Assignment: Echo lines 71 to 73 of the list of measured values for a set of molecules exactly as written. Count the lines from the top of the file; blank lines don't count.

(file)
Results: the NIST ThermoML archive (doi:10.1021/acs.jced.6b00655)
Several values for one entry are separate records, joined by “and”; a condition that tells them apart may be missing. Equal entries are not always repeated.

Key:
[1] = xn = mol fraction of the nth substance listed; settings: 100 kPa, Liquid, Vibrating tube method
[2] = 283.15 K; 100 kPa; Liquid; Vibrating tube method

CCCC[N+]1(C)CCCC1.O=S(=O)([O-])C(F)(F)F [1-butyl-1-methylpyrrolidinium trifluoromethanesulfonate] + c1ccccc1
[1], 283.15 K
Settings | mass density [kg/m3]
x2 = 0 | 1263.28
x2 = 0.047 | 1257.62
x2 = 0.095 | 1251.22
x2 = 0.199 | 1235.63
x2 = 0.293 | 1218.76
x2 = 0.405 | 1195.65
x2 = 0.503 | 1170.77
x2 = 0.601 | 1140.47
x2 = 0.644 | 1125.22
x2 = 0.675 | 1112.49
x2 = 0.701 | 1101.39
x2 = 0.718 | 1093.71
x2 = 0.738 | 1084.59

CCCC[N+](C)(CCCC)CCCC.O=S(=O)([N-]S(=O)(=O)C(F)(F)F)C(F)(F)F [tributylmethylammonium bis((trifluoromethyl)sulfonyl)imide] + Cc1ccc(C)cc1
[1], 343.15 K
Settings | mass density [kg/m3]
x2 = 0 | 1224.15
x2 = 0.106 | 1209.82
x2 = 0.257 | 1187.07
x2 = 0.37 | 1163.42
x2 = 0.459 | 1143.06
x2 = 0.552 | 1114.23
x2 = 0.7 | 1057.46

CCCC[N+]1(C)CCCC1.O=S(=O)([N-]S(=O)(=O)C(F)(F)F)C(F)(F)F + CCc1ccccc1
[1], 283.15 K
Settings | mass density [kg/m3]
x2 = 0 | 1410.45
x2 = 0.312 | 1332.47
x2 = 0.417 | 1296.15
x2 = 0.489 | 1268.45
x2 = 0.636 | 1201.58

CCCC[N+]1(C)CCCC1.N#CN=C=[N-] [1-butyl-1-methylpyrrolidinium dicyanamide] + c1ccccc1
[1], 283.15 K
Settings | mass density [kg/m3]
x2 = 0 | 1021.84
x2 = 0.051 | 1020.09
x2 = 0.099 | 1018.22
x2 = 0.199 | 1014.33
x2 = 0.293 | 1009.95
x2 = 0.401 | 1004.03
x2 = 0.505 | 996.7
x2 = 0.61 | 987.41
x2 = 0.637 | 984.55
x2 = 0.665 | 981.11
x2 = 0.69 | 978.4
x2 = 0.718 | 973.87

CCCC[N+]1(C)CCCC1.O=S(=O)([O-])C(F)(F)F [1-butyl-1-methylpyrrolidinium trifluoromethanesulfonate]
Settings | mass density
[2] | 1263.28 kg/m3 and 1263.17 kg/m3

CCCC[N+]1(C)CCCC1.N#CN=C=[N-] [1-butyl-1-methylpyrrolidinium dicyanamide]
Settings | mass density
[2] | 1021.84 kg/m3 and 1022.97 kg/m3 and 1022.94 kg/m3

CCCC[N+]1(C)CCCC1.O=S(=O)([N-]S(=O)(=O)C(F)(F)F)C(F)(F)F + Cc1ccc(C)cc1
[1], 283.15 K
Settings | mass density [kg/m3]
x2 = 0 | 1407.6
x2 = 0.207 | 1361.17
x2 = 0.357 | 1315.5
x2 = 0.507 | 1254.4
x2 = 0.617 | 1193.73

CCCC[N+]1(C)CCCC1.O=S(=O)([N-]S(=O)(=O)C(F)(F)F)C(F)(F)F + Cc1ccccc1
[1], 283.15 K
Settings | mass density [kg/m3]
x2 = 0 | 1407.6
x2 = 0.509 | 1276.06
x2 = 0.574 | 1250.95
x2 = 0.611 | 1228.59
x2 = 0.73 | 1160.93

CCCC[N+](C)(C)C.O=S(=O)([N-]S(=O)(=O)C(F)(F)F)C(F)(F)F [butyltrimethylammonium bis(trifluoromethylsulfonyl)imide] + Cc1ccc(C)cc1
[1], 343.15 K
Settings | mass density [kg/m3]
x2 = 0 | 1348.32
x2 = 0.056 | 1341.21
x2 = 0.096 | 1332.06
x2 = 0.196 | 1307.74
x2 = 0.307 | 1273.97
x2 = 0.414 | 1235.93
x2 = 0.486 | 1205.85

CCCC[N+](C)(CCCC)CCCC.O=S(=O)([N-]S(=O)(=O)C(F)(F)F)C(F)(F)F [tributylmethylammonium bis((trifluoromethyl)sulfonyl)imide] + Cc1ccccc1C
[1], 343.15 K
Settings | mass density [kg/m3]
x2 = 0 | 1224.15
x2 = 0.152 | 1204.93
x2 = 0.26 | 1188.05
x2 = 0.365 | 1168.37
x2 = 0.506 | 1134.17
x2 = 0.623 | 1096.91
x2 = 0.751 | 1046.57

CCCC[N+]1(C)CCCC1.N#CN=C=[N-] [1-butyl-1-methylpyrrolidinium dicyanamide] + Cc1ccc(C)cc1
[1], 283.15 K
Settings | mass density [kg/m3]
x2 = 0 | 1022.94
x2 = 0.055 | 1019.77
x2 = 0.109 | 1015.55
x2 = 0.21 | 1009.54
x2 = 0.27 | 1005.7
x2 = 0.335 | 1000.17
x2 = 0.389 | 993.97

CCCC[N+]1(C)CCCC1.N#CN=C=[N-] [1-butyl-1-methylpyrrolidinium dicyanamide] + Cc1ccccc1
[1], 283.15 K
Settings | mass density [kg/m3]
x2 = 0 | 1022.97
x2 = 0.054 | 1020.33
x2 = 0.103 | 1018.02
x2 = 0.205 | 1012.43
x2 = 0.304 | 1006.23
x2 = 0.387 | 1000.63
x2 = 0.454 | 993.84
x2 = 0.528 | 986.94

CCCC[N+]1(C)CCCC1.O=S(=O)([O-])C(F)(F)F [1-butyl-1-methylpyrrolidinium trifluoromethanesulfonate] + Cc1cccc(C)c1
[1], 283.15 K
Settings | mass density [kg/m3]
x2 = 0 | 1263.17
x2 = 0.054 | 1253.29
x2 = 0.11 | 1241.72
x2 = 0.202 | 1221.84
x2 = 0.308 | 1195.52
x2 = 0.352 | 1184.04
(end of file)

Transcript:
Settings | mass density [kg/m3]
x2 = 0 | 1407.6
x2 = 0.509 | 1276.06